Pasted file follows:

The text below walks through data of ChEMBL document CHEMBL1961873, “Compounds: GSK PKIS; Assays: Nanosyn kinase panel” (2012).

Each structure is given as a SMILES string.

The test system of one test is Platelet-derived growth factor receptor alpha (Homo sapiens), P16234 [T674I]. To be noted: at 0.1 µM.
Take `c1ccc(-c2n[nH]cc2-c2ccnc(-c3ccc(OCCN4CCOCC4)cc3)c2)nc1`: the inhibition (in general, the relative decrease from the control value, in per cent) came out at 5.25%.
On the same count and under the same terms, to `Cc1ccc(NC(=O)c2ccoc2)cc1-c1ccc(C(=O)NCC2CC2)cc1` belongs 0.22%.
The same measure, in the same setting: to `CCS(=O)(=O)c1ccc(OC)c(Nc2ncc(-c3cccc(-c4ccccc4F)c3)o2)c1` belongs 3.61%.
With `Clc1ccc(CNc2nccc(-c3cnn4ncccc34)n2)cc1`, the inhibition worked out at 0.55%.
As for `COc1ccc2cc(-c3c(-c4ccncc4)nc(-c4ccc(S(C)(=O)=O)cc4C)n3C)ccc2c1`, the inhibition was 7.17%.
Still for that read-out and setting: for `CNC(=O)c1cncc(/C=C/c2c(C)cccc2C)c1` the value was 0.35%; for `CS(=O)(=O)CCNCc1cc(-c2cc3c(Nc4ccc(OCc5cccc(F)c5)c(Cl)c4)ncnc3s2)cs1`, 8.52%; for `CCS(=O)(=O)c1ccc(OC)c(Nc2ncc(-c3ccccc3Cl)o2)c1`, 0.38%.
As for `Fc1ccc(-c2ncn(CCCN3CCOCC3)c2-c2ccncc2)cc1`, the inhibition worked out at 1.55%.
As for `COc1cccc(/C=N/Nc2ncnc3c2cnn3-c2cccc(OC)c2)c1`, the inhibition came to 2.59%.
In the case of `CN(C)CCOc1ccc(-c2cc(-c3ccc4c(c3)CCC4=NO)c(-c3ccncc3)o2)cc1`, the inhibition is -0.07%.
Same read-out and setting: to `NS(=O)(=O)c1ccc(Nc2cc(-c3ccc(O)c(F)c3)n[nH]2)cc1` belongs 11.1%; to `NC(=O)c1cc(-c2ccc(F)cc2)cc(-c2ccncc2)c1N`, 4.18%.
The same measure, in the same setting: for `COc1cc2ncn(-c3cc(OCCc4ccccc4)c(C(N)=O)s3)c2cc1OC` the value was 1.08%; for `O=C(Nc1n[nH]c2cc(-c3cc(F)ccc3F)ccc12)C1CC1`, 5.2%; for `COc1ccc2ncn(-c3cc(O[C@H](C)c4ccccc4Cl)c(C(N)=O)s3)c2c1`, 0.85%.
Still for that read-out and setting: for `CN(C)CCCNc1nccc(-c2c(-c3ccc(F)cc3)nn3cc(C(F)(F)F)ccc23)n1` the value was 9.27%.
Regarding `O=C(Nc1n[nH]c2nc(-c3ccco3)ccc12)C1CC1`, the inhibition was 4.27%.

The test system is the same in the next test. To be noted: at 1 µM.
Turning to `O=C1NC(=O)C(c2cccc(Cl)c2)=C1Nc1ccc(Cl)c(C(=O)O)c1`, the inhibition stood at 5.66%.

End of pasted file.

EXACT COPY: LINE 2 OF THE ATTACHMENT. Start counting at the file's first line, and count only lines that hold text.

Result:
Each structure is given as a SMILES string.